Nashville Great Books Discussion Group

A reader's group devoted to the discussion of meaningful books.

Tuesday, November 06, 2012

SHAKESPEARE: Antony and Cleopatra (Act I)

Romeo and Juliet may have been Shakespeare’s most famous pair of star-crossed lovers.  But they were young and inexperienced at the game of love and the game of life.  They were just getting started and were amateurs.  Antony and Cleopatra knew how both games were played and were masters at it.  They were much more experienced as lovers and much more powerful as political and military leaders of Rome and Egypt.  So the question comes up: was the love Romeo felt for Juliet the same kind of love that Antony felt for Cleopatra?  Or were these two love affairs conducted on totally different levels, motivated by totally different needs?  Another way to put the question: are all love affairs basically the same or is each one unique and special in its own way?  Antony certainly had more responsibilities than Romeo.  As the play begins we hear Antony’s soldiers complaining that this dotage of our general's/O'erflows the measure: those his goodly eyes,/That o'er the files and musters of the war/Have glow'd like plated Mars, now bend, now turn,/The office and devotion of their view/Upon a tawny front… Take but good note, and you shall see in him./The triple pillar of the world transform'd/Into a strumpet's fool… When Romeo falls in love and is transform'd his buddies just roll their eyes; but when Antony falls in love and is transform'd the men under his command are concerned for his safety and theirs too.  When Juliet flirts with Romeo her parents might get upset; but when Cleopatra flirts with Antony the whole fate of Egypt hangs in the balance.  Another crucial difference is this: Juliet’s father had forbidden her to see Romeo because he was a Montague and she was a Capulet.  This was the big hurdle in Romeo & Juliet.  But in Antony and Cleopatra we have a different kind of problem: Antony is married to another woman.  Juliet’s relationship with her father may have been shaky but she trusted Romeo completely.  She had complete confidence in that relationship.  Cleopatra’s relationship with Antony was not as confident.  She confronts Antony bluntly: Why should I think you can be mine and true… Who have been false to Fulvia?  Cleopatra is shrewd and this is a very good question.  Can a man who’s been unfaithful to his wife be trusted in other areas of his life?  Can we trust him as a business partner, for example? This is a very practical question.  Some people think sex and business are two totally separate spheres.  Adam Smith pointed out in Wealth of Nations that it is not from the benevolence of the butcher, the brewer, or the baker that we expect our dinner, but from their regard to their own interest. We address ourselves, not to their humanity, but to their self-love…  Why should I care about a man’s love life as long as his widgets are cheap?  Under this theory what we do in private is irrelevant to what goes on in the marketplace.  But Aristotle had a different view.  He believed that the family is the association established by nature for the supply of men's everyday wants…  So for Aristotle it’s natural that when families are torn apart the whole community suffers and business suffers too.  Antony’s soldiers agree with Aristotle.  They don’t think Antony can keep his private affairs separate from his public duties.  And apparently Antony’s “business partner” (Octavius Caesar) doesn’t think so either: Antony, Leave thy lascivious wassails… Let Antony’s shames quickly/Drive him to Rome: 'tis time we twain/Did show ourselves i' the field; and to that end/Assemble we immediate council: Pompey/Thrives in our idleness.  Octavius is younger than Antony but has this advice: there’s a time to play and a time to work.  Now is the time to work.  We need to combine our resources and turn them against our enemy, Pompey.  Leave Cleopatra alone.  Every day you’re with her Pompey gets stronger.  Antony knows all this.  War is his business.  And as a businessman he knows it’s time to get down to work.  But as Cleopatra’s lover he also has a hard time getting back to Rome’s business.  Antony is just as smitten with Cleopatra as Romeo was with Juliet.  Money and power are strong incentives but for men like Antony (and Romeo) love is the strongest incentive of all.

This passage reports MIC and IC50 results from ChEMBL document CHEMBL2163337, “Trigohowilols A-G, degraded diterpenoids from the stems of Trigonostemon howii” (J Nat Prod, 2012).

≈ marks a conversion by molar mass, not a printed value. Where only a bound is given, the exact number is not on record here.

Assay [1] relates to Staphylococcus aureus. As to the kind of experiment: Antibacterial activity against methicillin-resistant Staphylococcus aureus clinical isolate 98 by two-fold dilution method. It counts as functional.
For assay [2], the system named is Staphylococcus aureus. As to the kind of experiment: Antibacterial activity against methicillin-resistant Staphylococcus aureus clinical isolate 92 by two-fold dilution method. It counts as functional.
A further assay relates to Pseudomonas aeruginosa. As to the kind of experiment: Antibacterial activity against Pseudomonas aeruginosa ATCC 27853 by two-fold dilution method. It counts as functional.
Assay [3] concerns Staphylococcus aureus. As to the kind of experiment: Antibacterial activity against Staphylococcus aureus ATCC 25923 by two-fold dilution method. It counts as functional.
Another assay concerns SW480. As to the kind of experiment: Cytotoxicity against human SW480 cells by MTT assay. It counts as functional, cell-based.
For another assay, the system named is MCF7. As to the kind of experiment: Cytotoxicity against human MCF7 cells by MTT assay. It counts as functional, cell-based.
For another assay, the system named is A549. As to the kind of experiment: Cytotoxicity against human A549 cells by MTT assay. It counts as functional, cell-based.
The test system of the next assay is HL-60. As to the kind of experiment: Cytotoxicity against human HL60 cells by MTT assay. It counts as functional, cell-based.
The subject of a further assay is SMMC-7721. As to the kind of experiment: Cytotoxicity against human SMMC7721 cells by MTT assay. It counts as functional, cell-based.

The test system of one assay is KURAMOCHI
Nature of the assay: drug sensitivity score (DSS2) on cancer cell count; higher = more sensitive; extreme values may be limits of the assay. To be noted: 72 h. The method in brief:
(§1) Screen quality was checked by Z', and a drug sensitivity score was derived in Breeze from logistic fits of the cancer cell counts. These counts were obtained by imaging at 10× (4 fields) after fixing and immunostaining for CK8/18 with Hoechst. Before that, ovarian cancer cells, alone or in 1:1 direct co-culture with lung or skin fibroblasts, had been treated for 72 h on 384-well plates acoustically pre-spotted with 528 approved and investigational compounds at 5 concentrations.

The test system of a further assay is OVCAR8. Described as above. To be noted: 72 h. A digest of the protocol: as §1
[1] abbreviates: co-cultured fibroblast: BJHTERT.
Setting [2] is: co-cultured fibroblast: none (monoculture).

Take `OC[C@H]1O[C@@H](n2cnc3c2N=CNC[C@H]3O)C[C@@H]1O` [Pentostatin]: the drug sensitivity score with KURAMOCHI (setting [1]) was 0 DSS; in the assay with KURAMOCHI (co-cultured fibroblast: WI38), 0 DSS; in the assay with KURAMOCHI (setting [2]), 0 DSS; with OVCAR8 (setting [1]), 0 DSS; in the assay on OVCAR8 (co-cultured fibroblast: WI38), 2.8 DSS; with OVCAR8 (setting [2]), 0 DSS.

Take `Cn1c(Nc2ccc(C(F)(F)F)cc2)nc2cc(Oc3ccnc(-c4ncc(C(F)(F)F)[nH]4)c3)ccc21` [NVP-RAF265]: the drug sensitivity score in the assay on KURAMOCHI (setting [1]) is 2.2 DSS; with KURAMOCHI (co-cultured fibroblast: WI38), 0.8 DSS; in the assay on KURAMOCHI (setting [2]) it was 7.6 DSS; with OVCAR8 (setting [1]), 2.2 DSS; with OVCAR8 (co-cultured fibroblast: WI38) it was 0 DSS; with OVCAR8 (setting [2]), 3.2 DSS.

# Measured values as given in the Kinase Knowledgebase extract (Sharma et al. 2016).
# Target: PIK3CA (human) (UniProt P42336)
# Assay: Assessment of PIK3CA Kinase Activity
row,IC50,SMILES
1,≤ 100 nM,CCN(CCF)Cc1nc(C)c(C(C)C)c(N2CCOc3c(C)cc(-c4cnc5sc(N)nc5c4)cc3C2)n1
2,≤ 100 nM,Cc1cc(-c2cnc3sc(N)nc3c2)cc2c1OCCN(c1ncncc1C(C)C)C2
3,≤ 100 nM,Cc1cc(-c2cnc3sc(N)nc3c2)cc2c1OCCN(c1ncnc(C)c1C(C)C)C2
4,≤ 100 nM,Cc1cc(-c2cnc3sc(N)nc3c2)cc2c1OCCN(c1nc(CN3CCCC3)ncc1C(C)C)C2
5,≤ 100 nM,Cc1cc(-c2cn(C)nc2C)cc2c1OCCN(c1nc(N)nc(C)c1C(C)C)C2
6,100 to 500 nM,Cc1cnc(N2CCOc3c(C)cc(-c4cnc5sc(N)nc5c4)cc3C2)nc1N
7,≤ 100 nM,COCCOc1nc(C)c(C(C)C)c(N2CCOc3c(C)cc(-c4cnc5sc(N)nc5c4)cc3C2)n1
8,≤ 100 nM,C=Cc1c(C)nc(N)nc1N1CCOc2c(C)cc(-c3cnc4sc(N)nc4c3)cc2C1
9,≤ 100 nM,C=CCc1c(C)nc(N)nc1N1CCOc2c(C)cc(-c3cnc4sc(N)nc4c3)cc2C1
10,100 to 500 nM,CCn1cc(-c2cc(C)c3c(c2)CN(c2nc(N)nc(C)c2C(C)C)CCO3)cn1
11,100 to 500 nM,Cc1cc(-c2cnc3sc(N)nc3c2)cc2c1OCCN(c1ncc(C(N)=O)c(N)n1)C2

Post a Comment

<< Home